July 20, 2024

Izdaniya

Education, What Else?

Pilot Lights, Lighthouses, and Marathons: Channeling Teacher Energy

4 min read
Pilot Lights, Lighthouses, and Marathons: Channeling Teacher Energy
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The Spring Baking Championship is a popular series on the Food Network, and even though this is the ninth season, the most common challenge for the bakers is time management. There is no short supply of articles and memes helping people increase awareness of and build the skill of time management. As an educator, I constantly think about time and instructional pacing. Recently I have needed to consider how to protect my energy – acknowledging all the time in the world will not produce better results.

As an educator, protecting our energy is essential for ensuring we can provide our students with the best possible instruction. Just as the bakers on the Spring Baking Championship need to manage their time effectively to meet each challenge, teachers must prioritize their energy levels to ensure that they can provide high-quality instruction. Failing to protect our energy can result in burnout, decreasing productivity and effectiveness in the classroom. For example, if a teacher constantly works long hours without taking breaks, they risk becoming exhausted and unable to provide their students with the attention and support they need. Therefore, it is crucial for teachers to prioritize rest, self-care, and work-life balance to protect their energy and perform at their best in the classroom.

Everything in nature reminds us of the necessity for complete cycles – including the value of rest. From sunrise to sunset, as the tides ebb and flow, our moon waxes and wanes, and even seasons come and go (spring supports new growth, and winter teaches us to rest). As we continue to reimagine education and make changes, we must be mindful of the conservation, use, and renewal of our energy by considering these three strategies:

1. We must be the pilot light, not a firework.

As educators, we must prioritize our well-being and avoid burnout to ensure that we can continue providing our students the most effective education. Pilot lights provide constant and steady energy, whereas fireworks burn brightly but quickly, leaving nothing but smoke and debris behind. Similar to the pilot light, we must prioritize sustainable and consistent energy to be effective educators. This means taking the time to rest and recharge rather than constantly pushing ourselves to the brink of exhaustion.

Oren Jay Sofer stated, “If we don’t balance the energy we put into doing with time and space to relish simply being, we can burn out. In a society addicted to busyness, taking time to rest is radical.” Embracing this mindset, we can avoid burnout and improve our overall well-being. In addition, by valuing and supporting our educators, we can ensure they have the energy and enthusiasm to continue inspiring and educating our future generations.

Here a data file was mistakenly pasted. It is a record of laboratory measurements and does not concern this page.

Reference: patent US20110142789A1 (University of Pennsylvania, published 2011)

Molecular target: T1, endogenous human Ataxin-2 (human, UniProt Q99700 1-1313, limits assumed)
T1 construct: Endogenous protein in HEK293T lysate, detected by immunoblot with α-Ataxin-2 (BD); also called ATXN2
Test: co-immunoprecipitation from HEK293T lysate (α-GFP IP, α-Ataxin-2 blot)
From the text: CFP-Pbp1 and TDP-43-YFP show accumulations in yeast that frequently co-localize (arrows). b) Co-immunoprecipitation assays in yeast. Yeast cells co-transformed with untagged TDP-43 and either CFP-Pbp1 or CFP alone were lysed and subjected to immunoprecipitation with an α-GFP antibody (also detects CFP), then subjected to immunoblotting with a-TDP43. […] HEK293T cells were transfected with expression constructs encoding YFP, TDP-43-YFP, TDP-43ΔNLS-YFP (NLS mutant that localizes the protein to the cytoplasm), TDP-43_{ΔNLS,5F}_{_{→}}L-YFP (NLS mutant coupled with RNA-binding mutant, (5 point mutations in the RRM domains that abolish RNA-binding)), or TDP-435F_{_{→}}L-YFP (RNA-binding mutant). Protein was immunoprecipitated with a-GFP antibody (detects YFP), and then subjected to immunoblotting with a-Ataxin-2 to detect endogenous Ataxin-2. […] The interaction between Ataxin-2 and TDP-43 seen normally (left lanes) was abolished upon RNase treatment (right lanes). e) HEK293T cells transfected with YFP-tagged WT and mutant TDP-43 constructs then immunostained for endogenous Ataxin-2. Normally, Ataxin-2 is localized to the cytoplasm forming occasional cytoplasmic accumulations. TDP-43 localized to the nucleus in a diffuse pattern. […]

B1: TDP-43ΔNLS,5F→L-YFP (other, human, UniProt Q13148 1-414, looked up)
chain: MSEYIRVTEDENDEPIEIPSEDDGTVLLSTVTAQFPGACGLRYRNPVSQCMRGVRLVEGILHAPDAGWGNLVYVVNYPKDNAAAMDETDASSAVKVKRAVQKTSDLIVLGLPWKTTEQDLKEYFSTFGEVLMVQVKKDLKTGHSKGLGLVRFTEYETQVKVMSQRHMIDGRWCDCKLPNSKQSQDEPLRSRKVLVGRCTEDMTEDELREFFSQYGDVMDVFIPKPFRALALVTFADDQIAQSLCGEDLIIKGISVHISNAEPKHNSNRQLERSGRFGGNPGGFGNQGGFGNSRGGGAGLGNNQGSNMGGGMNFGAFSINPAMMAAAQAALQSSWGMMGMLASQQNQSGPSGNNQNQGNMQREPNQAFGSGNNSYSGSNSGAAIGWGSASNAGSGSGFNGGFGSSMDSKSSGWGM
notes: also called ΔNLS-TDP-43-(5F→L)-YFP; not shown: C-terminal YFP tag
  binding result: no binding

2. We must be the lighthouse, not the electricity.

Teachers should focus on being a stable, unwavering presence in their students’ lives, guiding them toward safety and security during turbulent times such as the COVID-19 crisis and school violence. Rather than trying to be the source of energy or power in their students’ lives, teachers should aim to be the steady light that helps students navigate the stormy waters of life.

Olha Samborska reminds us that “educators are first responders when it comes to teaching the skills of stress-management and healing trauma.” By prioritizing teacher well-being and providing optimal support and resources, schools can help teachers create a nurturing and supportive environment that benefits both students and teachers.

3. We must train for (and run) marathons, not sprints.

Instead of thinking of our work as a series of sprints that require a burst of energy followed by periods of rest, we should consider approaching teaching as if we were preparing to run a marathon. This involves taking breaks, getting enough sleep, eating well, and engaging in regular physical exercise. We must be conscious about protecting and working with our energy. Our students and families need us to show up daily with a full tank of energy constantly replenished throughout the day.

Energy management recognizes that our energy levels fluctuate throughout the day and that managing our energy effectively can help us to optimize our productivity, creativity, resilience, patience, and overall well-being. As teachers, managing our energy is crucial to maintaining our well-being and effectiveness in the classroom. It is important to be aware of our energy and how to maintain it in order to increase productivity and joy.

There is a growing consensus among experts that time management alone is not enough to achieve optimal productivity and well-being. While time management focuses on maximizing the amount of time spent on tasks, energy management emphasizes how well we use our energy during that time. Time is not a renewable source – energy is. Without intentional energy renewal, we can’t improve student outcomes; we can’t create; we can’t get better or think differently about teaching and learning. Every decision we make creates or takes energy; we must be mindful of how we choose to engage. Wherever our attention goes, our energy flows.

Jen Loescher serves as a regional math coach and trainer at Southern Nevada Regional Professional Development Program, supporting middle school math teachers. She is a Teach Plus Nevada Senior Policy Fellow.

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